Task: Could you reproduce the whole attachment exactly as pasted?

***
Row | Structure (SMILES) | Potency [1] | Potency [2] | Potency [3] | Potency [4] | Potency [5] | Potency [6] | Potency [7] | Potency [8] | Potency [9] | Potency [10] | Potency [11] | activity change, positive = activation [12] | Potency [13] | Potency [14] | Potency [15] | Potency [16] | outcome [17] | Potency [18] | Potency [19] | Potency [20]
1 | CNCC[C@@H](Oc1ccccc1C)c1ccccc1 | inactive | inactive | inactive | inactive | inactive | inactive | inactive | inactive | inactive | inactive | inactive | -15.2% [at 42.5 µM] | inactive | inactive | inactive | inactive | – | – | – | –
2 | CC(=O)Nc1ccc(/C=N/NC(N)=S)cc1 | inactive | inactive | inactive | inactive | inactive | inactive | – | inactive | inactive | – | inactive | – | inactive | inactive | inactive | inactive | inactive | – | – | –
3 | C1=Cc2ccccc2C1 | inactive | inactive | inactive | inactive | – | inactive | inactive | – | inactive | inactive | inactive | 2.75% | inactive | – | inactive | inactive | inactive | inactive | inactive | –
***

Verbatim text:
Row | Structure (SMILES) | Potency [1] | Potency [2] | Potency [3] | Potency [4] | Potency [5] | Potency [6] | Potency [7] | Potency [8] | Potency [9] | Potency [10] | Potency [11] | activity change, positive = activation [12] | Potency [13] | Potency [14] | Potency [15] | Potency [16] | outcome [17] | Potency [18] | Potency [19] | Potency [20]
1 | CNCC[C@@H](Oc1ccccc1C)c1ccccc1 | inactive | inactive | inactive | inactive | inactive | inactive | inactive | inactive | inactive | inactive | inactive | -15.2% [at 42.5 µM] | inactive | inactive | inactive | inactive | – | – | – | –
2 | CC(=O)Nc1ccc(/C=N/NC(N)=S)cc1 | inactive | inactive | inactive | inactive | inactive | inactive | – | inactive | inactive | – | inactive | – | inactive | inactive | inactive | inactive | inactive | – | – | –
3 | C1=Cc2ccccc2C1 | inactive | inactive | inactive | inactive | – | inactive | inactive | – | inactive | inactive | inactive | 2.75% | inactive | – | inactive | inactive | inactive | inactive | inactive | –